More than a year ago, the Argentine soccer player Sala died in a plane crash – the final report is now available. Accordingly, the pilot did not have a valid license and was traveling too fast.
The pilot of footballer Emiliano Sala, who died in an accident last year, did not have a valid license for commercial flights. This emerges from the final report of the British Aircraft Accident Authority, which has now been published. Accordingly, the 59-year-old amateur pilot had not yet completed any training hours for night flights and should not have been allowed to fly at night. He was also likely suffering from carbon monoxide poisoning at the time of the crash and was flying too fast. He apparently lost control of the small plane when he tried to avoid bad weather.
Machine broken during maneuver
Both men died on the evening of January 21, 2019 when flying a propeller plane from France to Wales over the English Channel. According to the investigating authority for aircraft accident investigations (AAIB), the machine fell headlong into the sea near the Channel Island of Guernsey after an unsuccessful maneuver at a speed of 435 kilometers per hour.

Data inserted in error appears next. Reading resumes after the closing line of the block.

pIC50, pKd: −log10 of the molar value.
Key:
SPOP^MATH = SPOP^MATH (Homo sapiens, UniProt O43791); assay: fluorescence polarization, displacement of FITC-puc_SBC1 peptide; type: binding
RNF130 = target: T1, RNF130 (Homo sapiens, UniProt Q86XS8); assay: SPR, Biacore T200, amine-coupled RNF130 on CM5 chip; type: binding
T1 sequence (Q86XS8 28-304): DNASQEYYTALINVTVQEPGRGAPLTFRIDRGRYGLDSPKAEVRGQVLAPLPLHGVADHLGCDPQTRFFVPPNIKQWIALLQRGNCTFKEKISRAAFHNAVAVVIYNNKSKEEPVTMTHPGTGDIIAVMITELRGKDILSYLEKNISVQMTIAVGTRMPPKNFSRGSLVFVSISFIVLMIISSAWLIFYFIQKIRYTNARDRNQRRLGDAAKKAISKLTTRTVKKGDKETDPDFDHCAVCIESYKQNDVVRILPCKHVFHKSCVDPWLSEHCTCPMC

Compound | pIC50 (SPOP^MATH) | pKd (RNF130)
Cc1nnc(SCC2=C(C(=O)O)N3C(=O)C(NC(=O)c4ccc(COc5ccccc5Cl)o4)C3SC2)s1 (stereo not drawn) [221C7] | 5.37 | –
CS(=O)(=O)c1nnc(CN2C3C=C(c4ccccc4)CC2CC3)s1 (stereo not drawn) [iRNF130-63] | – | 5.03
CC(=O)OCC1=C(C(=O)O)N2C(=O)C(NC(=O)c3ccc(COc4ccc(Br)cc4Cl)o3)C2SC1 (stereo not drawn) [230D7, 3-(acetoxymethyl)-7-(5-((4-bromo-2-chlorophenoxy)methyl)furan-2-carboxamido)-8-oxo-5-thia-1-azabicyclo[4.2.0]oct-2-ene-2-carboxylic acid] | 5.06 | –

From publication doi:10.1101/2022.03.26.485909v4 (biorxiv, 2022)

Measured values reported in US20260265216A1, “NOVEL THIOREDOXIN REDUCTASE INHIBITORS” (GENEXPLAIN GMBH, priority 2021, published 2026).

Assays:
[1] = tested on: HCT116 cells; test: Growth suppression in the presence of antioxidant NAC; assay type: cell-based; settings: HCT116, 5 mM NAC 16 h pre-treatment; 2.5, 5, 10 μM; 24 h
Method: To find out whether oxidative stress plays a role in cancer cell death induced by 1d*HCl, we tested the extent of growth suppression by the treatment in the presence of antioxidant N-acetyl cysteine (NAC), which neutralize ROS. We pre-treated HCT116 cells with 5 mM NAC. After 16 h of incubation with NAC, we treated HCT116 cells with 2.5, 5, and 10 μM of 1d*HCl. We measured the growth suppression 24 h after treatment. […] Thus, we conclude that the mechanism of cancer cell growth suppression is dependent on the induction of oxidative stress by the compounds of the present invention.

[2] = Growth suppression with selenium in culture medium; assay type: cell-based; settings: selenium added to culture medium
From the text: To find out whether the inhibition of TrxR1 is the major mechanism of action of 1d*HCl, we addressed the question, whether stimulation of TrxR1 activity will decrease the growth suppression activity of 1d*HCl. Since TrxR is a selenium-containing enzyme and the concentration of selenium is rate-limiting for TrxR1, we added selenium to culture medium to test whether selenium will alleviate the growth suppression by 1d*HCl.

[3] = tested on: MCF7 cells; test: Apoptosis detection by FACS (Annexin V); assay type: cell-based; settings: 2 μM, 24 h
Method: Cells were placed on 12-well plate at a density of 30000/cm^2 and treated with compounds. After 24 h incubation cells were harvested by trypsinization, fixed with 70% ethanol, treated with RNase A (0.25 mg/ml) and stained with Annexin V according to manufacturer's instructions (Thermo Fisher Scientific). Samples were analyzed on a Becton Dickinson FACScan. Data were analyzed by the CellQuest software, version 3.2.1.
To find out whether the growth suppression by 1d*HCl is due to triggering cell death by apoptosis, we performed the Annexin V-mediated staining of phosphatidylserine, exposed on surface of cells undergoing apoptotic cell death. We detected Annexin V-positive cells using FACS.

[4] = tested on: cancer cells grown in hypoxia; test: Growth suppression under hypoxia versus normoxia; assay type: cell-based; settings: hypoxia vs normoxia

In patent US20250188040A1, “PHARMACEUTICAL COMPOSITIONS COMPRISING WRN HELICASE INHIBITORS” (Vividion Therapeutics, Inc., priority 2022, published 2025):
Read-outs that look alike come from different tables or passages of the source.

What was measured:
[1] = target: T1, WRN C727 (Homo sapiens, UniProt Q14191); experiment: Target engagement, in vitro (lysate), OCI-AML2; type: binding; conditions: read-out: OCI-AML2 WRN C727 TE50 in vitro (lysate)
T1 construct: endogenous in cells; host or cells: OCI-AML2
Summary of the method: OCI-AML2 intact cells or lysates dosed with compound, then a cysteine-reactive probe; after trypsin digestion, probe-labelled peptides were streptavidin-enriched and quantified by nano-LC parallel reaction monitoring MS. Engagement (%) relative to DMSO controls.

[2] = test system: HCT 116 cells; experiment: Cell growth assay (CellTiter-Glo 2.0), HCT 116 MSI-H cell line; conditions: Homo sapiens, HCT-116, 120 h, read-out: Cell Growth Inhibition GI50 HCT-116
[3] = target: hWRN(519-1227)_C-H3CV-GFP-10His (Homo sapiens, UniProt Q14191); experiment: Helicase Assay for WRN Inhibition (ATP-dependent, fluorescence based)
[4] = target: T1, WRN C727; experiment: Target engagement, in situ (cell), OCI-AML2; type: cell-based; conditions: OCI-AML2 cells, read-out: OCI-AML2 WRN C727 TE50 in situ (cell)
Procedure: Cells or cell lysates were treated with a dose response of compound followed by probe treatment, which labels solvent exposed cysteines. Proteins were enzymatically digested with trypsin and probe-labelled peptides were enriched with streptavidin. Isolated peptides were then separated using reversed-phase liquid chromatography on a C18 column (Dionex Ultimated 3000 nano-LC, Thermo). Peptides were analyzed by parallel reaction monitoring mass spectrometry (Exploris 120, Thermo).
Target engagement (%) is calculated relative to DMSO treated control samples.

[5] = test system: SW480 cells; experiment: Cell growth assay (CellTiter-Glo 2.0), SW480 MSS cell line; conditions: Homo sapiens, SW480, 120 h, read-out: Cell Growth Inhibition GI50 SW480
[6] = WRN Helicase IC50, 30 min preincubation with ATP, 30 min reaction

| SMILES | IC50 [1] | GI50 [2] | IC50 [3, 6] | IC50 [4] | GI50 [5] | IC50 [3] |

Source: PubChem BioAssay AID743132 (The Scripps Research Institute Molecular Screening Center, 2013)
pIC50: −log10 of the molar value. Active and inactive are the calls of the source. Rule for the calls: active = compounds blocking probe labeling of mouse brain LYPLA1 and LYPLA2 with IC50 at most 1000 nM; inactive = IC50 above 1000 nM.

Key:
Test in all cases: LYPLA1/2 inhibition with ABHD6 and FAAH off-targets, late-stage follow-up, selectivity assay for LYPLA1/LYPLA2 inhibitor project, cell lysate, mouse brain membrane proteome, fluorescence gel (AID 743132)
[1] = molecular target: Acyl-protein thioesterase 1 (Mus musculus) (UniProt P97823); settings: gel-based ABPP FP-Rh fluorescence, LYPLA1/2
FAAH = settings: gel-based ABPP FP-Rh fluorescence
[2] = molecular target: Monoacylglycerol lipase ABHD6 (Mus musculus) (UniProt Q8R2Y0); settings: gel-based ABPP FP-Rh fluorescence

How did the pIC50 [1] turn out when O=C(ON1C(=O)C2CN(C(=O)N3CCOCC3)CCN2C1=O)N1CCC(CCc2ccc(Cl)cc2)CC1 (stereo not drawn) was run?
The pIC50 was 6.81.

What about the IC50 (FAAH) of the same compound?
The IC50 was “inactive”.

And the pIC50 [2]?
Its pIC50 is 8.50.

AAIB investigator Alison Campbell said on the release of the report the plane flew erratically towards the end when the pilot tried to avoid a bad weather front. "The weather was bad and it was clear from his radio messages that he had to maneuver to get around this." The aircraft broke during the maneuver carried out at too high a speed. According to the authorities, no one was able to survive the subsequent impact.
"Then you already know"
The Argentine Sala, who previously worked for FC Nantes, was on his way to his new club Cardiff City after transferring a million. It was only after almost two weeks of searching that the plane was discovered on the ocean floor. According to the autopsy, Sala died of injuries to the head and trunk. The pilot’s body was never found. Both football clubs are still arguing about whether part of the transfer fee has to be paid.
The 28-year-old reportedly got involved in the flight in the propeller plane for reasons of time. He probably suspected that something was wrong: shortly before the accident, he sent a voice message to his friends. "I’m up here on the plane, which is apparently about to fall apart, and I’m on my way to Cardiff," said an audio file released after the accident. "If you don’t hear any news from me in an hour and a half: I don’t even know whether they’ll even send someone to look for me because they won’t find me anyway. Then you already know."